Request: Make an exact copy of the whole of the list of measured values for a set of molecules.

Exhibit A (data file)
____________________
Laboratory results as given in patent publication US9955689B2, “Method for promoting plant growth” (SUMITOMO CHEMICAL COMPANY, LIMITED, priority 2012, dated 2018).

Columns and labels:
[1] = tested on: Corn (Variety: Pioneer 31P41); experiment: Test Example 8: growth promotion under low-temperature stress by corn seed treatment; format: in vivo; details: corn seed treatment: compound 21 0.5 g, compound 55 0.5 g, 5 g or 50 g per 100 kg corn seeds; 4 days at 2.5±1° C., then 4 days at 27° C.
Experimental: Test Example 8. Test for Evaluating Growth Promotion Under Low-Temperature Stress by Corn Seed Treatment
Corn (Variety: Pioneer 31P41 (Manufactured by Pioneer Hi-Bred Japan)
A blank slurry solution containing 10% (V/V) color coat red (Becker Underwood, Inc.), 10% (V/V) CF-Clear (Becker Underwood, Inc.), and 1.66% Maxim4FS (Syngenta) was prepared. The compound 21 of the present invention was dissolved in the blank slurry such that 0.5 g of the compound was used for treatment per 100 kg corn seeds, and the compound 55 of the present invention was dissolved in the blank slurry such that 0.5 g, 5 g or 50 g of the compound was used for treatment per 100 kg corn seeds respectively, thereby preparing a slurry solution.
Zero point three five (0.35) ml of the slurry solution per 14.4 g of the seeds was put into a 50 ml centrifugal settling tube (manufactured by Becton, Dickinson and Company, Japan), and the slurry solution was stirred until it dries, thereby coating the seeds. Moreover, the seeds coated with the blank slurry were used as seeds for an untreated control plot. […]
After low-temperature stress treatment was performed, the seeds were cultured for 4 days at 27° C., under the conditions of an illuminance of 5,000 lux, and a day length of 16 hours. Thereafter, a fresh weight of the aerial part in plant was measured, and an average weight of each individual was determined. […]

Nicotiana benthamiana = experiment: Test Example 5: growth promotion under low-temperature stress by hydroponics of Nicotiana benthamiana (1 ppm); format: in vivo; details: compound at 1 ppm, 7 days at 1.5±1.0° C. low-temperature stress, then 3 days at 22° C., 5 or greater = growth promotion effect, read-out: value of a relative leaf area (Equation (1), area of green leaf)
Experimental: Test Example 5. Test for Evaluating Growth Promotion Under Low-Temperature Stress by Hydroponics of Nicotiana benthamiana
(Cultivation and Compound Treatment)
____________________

Laboratory results as given in patent publication US9955689B2, “Method for promoting plant growth” (SUMITOMO CHEMICAL COMPANY, LIMITED, priority 2012, dated 2018).

Columns and labels:
[1] = tested on: Corn (Variety: Pioneer 31P41); experiment: Test Example 8: growth promotion under low-temperature stress by corn seed treatment; format: in vivo; details: corn seed treatment: compound 21 0.5 g, compound 55 0.5 g, 5 g or 50 g per 100 kg corn seeds; 4 days at 2.5±1° C., then 4 days at 27° C.
Experimental: Test Example 8. Test for Evaluating Growth Promotion Under Low-Temperature Stress by Corn Seed Treatment
Corn (Variety: Pioneer 31P41 (Manufactured by Pioneer Hi-Bred Japan)
A blank slurry solution containing 10% (V/V) color coat red (Becker Underwood, Inc.), 10% (V/V) CF-Clear (Becker Underwood, Inc.), and 1.66% Maxim4FS (Syngenta) was prepared. The compound 21 of the present invention was dissolved in the blank slurry such that 0.5 g of the compound was used for treatment per 100 kg corn seeds, and the compound 55 of the present invention was dissolved in the blank slurry such that 0.5 g, 5 g or 50 g of the compound was used for treatment per 100 kg corn seeds respectively, thereby preparing a slurry solution.
Zero point three five (0.35) ml of the slurry solution per 14.4 g of the seeds was put into a 50 ml centrifugal settling tube (manufactured by Becton, Dickinson and Company, Japan), and the slurry solution was stirred until it dries, thereby coating the seeds. Moreover, the seeds coated with the blank slurry were used as seeds for an untreated control plot. […]
After low-temperature stress treatment was performed, the seeds were cultured for 4 days at 27° C., under the conditions of an illuminance of 5,000 lux, and a day length of 16 hours. Thereafter, a fresh weight of the aerial part in plant was measured, and an average weight of each individual was determined. […]

Nicotiana benthamiana = experiment: Test Example 5: growth promotion under low-temperature stress by hydroponics of Nicotiana benthamiana (1 ppm); format: in vivo; details: compound at 1 ppm, 7 days at 1.5±1.0° C. low-temperature stress, then 3 days at 22° C., 5 or greater = growth promotion effect, read-out: value of a relative leaf area (Equation (1), area of green leaf)
Experimental: Test Example 5. Test for Evaluating Growth Promotion Under Low-Temperature Stress by Hydroponics of Nicotiana benthamiana
(Cultivation and Compound Treatment)